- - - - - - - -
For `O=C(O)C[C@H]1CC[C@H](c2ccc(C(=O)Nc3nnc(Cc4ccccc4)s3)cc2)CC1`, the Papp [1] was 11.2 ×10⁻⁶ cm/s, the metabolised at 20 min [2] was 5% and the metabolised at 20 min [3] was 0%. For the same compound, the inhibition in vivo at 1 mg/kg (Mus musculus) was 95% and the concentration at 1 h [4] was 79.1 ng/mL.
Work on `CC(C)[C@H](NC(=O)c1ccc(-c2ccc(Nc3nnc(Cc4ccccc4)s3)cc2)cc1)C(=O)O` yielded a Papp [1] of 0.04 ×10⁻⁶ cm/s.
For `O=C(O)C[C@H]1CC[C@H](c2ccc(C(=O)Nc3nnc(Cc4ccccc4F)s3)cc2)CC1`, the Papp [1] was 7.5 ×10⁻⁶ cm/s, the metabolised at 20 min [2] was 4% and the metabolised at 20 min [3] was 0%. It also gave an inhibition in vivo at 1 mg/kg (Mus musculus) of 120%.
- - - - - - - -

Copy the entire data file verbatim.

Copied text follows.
For `O=C(O)C[C@H]1CC[C@H](c2ccc(C(=O)Nc3nnc(Cc4ccccc4)s3)cc2)CC1`, the Papp [1] was 11.2 ×10⁻⁶ cm/s, the metabolised at 20 min [2] was 5% and the metabolised at 20 min [3] was 0%. For the same compound, the inhibition in vivo at 1 mg/kg (Mus musculus) was 95% and the concentration at 1 h [4] was 79.1 ng/mL.
Work on `CC(C)[C@H](NC(=O)c1ccc(-c2ccc(Nc3nnc(Cc4ccccc4)s3)cc2)cc1)C(=O)O` yielded a Papp [1] of 0.04 ×10⁻⁶ cm/s.
For `O=C(O)C[C@H]1CC[C@H](c2ccc(C(=O)Nc3nnc(Cc4ccccc4F)s3)cc2)CC1`, the Papp [1] was 7.5 ×10⁻⁶ cm/s, the metabolised at 20 min [2] was 4% and the metabolised at 20 min [3] was 0%. It also gave an inhibition in vivo at 1 mg/kg (Mus musculus) of 120%.